Last week I interviewed designer Hugh Colman for the National Library of Australia’s oral history program. Colman is currently working on designs for the Australian Ballet’s new production of Swan Lake, due to open in Melbourne in September and, while Swan Lake did enter into the conversation, Colman was appropriately discreet on the recording about those aspects of the production, including his designs, which are not yet public property. But the discussion that did develop set my mind racing.
In 2004 I was invited to write a program note for the second season of Graeme Murphy’s Swan Lake. The brief was that it was not to be so much about the Murphy production but about the popular appeal of the ballet. I loved writing this piece. I called it ‘Do you know Swan Lake?’ after the question, with its suggestion of what to do if the answer was yes, that was occasionally bandied around in schoolyards several decades ago, and that my father also loved to use to tease his daughter.
If I were writing the program piece now I would probably use other examples of how Swan Lake has permeated the popular imagination. There is a recent episode of that English detective series for television Midsomer Murders, for example, which is loosely based on Swan Lake. It features a (fictitious) former Russian ballerina preparing ballet students for a concert in a local church hall. And what are the students rehearsing? Why ‘Dance of the Little Swans’ of course. And the story reaches its high point when the former ballerina is rescued in the nick of time from following in the footsteps of Odette and being drowned in Swansdown Lake by the ‘perp’, as culprits are called in these kinds of shows. Not exactly great drama, but nevertheless it works on the assumption that the general audience for television knows Swan Lake. Then of course there’s The Black Swan, the movie, not great drama either in my opinion, but it has spawned a large amount of web comment from so many, from dancers to psychiatrists and of course the general public.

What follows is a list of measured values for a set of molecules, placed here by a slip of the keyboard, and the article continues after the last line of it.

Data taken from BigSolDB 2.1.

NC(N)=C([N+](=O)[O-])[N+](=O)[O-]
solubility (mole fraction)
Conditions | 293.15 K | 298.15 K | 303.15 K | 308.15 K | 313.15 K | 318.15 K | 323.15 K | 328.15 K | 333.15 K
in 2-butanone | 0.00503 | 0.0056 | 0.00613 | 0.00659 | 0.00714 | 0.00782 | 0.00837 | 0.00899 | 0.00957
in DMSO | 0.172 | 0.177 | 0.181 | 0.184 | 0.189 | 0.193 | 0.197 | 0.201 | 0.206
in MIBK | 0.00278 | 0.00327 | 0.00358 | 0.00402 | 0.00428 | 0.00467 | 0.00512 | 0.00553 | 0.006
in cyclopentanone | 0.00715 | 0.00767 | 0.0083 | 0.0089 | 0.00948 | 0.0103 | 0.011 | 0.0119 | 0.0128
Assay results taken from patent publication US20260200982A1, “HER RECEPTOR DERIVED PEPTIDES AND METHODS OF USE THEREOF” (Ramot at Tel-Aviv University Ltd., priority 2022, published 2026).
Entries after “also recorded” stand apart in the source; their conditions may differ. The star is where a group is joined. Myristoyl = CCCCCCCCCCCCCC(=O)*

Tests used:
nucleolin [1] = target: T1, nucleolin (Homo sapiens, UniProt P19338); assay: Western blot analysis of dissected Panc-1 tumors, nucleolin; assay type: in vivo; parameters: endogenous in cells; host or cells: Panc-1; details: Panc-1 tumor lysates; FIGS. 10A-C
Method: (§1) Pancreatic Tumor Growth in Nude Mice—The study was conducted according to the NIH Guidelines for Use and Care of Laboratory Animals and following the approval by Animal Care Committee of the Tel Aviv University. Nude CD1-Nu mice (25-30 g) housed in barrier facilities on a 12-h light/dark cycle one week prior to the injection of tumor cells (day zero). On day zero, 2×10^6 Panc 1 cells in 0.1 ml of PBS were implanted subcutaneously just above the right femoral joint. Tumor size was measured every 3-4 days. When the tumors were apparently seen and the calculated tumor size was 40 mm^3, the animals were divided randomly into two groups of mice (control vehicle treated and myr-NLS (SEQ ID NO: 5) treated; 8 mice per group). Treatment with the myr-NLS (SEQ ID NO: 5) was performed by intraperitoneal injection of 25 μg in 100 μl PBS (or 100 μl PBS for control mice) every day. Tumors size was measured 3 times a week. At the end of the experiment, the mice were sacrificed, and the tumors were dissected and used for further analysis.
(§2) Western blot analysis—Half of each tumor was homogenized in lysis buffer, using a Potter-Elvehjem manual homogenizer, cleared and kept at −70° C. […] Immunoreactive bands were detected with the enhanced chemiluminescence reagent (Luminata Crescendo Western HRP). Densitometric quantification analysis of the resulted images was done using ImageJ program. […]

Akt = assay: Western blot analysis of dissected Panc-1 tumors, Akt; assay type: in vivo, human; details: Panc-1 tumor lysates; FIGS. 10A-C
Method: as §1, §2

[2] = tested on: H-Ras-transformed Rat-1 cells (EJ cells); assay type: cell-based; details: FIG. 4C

The question of popular appeal has been brought to the fore once again, in Melbourne only at this stage, with Gideon Obarzanek’s latest work There’s definitely a prince involved reviewed elsewhere (with comments) on this site. Not everyone enjoyed the deconstructivist approach that Obarzanek took, but there’s no denying that There’s definitely a prince involved deals with that mysterious attraction that Swan Lake has over the public.
What is it about this ballet that continues to fascinate? And I continue to search in my mind for the production that most clearly captures the essence of the work for me. Perhaps that is yet to come, and perhaps that is what continues to fascinate.
Miranda Coney in Swan Lake, the Australian Ballet, 1991. Photo: Don McMurdo. Courtesy National Library of Australia
Michelle Potter, 10 March 2012
Here is the link to my 2004 program article. I have not been able to find contact details for the photographer, Michael Cook, whose photograph appears with the article. I would be pleased to hear from anyone with information that might assist.